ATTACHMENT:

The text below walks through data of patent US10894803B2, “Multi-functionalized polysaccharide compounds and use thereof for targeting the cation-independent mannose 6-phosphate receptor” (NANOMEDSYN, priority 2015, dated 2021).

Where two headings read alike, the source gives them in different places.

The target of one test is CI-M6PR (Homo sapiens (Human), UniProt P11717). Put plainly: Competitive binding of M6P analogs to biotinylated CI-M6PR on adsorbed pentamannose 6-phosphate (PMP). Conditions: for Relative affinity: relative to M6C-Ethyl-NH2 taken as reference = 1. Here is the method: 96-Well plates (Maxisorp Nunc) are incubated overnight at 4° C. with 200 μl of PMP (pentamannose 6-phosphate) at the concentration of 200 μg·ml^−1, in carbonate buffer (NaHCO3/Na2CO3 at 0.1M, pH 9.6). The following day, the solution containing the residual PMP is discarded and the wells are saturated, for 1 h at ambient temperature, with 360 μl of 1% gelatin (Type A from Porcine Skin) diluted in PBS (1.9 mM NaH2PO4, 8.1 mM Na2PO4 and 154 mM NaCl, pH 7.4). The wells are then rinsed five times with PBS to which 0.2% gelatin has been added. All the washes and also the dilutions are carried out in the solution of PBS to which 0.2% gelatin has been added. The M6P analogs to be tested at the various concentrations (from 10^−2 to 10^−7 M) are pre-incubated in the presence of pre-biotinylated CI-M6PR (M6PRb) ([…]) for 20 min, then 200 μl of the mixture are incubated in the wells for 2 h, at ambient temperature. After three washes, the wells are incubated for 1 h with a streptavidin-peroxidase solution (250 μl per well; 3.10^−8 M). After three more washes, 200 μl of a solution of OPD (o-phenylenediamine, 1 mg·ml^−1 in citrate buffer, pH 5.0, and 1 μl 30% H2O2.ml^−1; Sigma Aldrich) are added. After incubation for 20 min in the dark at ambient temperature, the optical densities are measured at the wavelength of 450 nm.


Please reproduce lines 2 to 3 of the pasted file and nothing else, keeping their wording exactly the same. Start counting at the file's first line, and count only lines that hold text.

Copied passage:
Where two headings read alike, the source gives them in different places.

The target of one test is CI-M6PR (Homo sapiens (Human), UniProt P11717). Put plainly: Competitive binding of M6P analogs to biotinylated CI-M6PR on adsorbed pentamannose 6-phosphate (PMP). Conditions: for Relative affinity: relative to M6C-Ethyl-NH2 taken as reference = 1. Here is the method: 96-Well plates (Maxisorp Nunc) are incubated overnight at 4° C. with 200 μl of PMP (pentamannose 6-phosphate) at the concentration of 200 μg·ml^−1, in carbonate buffer (NaHCO3/Na2CO3 at 0.1M, pH 9.6). The following day, the solution containing the residual PMP is discarded and the wells are saturated, for 1 h at ambient temperature, with 360 μl of 1% gelatin (Type A from Porcine Skin) diluted in PBS (1.9 mM NaH2PO4, 8.1 mM Na2PO4 and 154 mM NaCl, pH 7.4). The wells are then rinsed five times with PBS to which 0.2% gelatin has been added. All the washes and also the dilutions are carried out in the solution of PBS to which 0.2% gelatin has been added. The M6P analogs to be tested at the various concentrations (from 10^−2 to 10^−7 M) are pre-incubated in the presence of pre-biotinylated CI-M6PR (M6PRb) ([…]) for 20 min, then 200 μl of the mixture are incubated in the wells for 2 h, at ambient temperature. After three washes, the wells are incubated for 1 h with a streptavidin-peroxidase solution (250 μl per well; 3.10^−8 M). After three more washes, 200 μl of a solution of OPD (o-phenylenediamine, 1 mg·ml^−1 in citrate buffer, pH 5.0, and 1 μl 30% H2O2.ml^−1; Sigma Aldrich) are added. After incubation for 20 min in the dark at ambient temperature, the optical densities are measured at the wavelength of 450 nm.